Back in the mid-70's, I was out at Cotton's Point on a big south swell riding one of George's old spoons. Corky Carroll was in the water -- surfing very well, as he had that spot totally wired -- and at one point paddled up to me and said, "I made a stand-up one of those things once."
I wasn't sure if I believed him, or even what he meant by "a stand-up one of those things."
Well, this morning, some 40 years later, I stumbled across these three photos. The Hobie stand up spoon is listed at 7'9'' x 20". It further said it was a one-off Corky tried, and that was the end of it.
So, you have to hand to the Cork...he wasn't afraid to try new things!
The Spherical Revolver was a late 60's hull, manufactured by Harbour Surfboards in Seal Beach.
While the shape seems pretty conventional for the era, the story behind it certainly is not!
After the first wave of Deep V boards were abandoned by the very Australians who pioneered them in 1967...
The next design step for those same, leading edge surfers were hulls with pulled-in tails, and the wide point set much further forward.
When Nat Young, Wayne Lynch and Ted Spencer set off to Europe with Paul Witzig to film Evolution in the summer of 1968, their boards were miles ahead of the rest of the world.
That same summer in France, Mac/Free films turned up with Bill Hamilton, Mark Martinson and Keith Paull in tow to shoot Waves of Change.
Needless to say, on numerous occasions both crews ended up at the same break on the same day...and the design gap was painfully obvious to both the Australians and the Americans.
Martinson later said the Australians were cutting back on waves he and Hamilton had trouble making on their V's!
On the right, Hamilton and Martinson with their problematic deep V's. On the left, Keith Paull with a more sophisticated, wide backed roundtail...
Here's Martinson spinning out in big, fat surf at La Barre on his wide tailed V ...
While Hammo, on his Surfboards Hawaii V, is having better luck in smaller beach break ...
Australian Keith Paull, on a roundtail double ender, was somewhere in between, performance-wise.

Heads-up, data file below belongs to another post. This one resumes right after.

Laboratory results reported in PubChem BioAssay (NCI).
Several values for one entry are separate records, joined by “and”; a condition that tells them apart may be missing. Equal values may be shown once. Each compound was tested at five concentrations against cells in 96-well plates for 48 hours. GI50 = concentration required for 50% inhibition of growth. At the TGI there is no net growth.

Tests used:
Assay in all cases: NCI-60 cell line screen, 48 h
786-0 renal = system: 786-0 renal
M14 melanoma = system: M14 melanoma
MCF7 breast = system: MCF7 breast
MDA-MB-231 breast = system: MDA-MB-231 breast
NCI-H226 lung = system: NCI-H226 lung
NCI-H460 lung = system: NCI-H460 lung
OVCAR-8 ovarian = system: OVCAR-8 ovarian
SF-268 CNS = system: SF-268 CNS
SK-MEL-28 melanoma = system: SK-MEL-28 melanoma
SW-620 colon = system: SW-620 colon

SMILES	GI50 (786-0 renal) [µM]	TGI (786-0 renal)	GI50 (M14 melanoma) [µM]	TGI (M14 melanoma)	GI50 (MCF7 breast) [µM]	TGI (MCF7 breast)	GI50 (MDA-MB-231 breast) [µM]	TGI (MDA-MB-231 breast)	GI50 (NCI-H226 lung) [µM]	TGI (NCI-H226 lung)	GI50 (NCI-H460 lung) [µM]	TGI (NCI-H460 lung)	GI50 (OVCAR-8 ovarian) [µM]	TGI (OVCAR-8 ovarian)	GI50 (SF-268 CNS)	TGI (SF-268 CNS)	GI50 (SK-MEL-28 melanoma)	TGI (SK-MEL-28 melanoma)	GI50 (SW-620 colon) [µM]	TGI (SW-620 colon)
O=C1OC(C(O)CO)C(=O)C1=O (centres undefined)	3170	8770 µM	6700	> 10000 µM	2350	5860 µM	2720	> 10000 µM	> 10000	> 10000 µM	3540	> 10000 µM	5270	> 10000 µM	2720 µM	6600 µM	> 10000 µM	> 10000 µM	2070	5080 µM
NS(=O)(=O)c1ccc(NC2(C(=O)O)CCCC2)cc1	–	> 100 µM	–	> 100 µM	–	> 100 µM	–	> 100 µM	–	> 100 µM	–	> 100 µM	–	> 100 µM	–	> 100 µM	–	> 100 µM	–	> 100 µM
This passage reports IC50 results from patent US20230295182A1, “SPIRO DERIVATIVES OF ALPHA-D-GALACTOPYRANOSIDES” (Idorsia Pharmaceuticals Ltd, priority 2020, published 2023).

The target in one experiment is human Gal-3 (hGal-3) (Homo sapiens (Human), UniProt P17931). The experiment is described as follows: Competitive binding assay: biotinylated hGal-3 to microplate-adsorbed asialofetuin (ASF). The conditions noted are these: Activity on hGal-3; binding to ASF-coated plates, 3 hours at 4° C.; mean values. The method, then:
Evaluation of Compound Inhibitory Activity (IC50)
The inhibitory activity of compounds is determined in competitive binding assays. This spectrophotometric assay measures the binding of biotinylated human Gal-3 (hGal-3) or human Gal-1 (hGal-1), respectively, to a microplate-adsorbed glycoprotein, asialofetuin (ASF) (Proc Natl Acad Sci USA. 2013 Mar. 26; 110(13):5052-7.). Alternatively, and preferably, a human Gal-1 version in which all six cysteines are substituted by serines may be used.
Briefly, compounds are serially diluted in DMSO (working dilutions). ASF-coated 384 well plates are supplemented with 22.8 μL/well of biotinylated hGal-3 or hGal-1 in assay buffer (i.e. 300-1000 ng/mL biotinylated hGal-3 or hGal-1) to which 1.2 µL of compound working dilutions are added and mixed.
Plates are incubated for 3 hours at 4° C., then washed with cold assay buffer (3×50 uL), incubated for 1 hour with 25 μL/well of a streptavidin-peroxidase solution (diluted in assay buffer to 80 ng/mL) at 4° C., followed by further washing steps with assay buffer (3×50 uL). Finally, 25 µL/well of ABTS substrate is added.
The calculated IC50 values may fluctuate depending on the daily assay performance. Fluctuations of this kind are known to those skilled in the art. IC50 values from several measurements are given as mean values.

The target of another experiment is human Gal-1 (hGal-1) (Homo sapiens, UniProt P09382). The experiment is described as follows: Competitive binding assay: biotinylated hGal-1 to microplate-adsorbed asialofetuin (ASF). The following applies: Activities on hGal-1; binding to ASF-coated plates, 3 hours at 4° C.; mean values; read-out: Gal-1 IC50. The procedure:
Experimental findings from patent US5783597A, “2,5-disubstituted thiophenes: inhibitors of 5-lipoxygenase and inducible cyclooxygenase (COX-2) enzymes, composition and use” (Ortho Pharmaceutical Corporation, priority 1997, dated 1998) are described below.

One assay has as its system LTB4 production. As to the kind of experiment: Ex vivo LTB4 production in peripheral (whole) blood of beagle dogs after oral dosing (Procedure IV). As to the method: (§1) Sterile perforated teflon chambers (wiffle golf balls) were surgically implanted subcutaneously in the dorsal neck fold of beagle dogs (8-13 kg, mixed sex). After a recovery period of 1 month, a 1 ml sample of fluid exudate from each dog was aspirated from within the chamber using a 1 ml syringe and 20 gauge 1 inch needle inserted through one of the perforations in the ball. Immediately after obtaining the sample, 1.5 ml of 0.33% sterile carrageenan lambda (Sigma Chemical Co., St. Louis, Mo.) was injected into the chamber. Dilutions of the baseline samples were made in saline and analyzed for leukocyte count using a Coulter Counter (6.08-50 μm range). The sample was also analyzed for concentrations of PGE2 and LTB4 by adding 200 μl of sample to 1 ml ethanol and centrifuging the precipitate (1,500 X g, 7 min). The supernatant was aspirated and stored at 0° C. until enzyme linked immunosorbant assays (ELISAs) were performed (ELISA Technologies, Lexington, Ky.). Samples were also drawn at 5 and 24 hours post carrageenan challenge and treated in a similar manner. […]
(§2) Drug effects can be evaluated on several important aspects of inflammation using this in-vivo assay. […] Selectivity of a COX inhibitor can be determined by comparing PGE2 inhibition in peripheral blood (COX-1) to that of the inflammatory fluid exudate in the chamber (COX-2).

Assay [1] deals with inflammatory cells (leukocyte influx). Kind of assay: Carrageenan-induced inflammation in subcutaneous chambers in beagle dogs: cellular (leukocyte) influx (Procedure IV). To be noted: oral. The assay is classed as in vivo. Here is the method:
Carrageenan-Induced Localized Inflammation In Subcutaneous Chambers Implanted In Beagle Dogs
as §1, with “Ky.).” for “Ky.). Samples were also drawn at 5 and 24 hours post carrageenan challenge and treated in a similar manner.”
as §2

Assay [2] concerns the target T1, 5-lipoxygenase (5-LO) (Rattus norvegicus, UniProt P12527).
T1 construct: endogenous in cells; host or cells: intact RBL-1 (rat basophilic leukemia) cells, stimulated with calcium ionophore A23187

The moment of clarity -- from the American point-of-view -- came when Martinson penned a letter to Rich Harbour, describing the board he wanted...a hull based on Nat Young's favorite board that summer in Europe. The same board Nat later rode in the World Contest in Puerto Rico...
In what was probably the most sophisticated ad ever to appear in any surf mag, Harbour simply printed Mark's letter along with a picture of the board they built based on his specs...
Martinson's letter even included rider trim location on the board, and the new track he wanted to take on a wave...
That yellow hull became the Harbour Spherical Revolver...a transition era classic!
The surf has been really bad, non existent here while the water is still around 74, even in Ventura!
a week ago I rode the pig with the finally finished fin at
pv cove. Conditions again really marginal, barely breaking with no push
or any kind of power. Hard to tell in waves like that, I definitely need
to get it in better waves.
I would say it is the easiest to
surf with that fin so far, it definitely works. This nice guy named Craig who
surfs pv cove every day, he's 70 years old and rides frye gliders,
commented on the beautiful board and the handmade fin, but argued that a
fin that thick would create way to much drag. I tried to explain it to
him to no avail.
I finally told him that Phil Edwards used a thickness
to width ratio of 12.5% - while it didn't convince him it at least it
No one seems to understand thick foils....
The original fin, with the thickness built up to around 7/8" with bondo...
This is the new template...
This is the modified fin, almost finished. The rubber bands show the flat area behind the thickest part of the fin...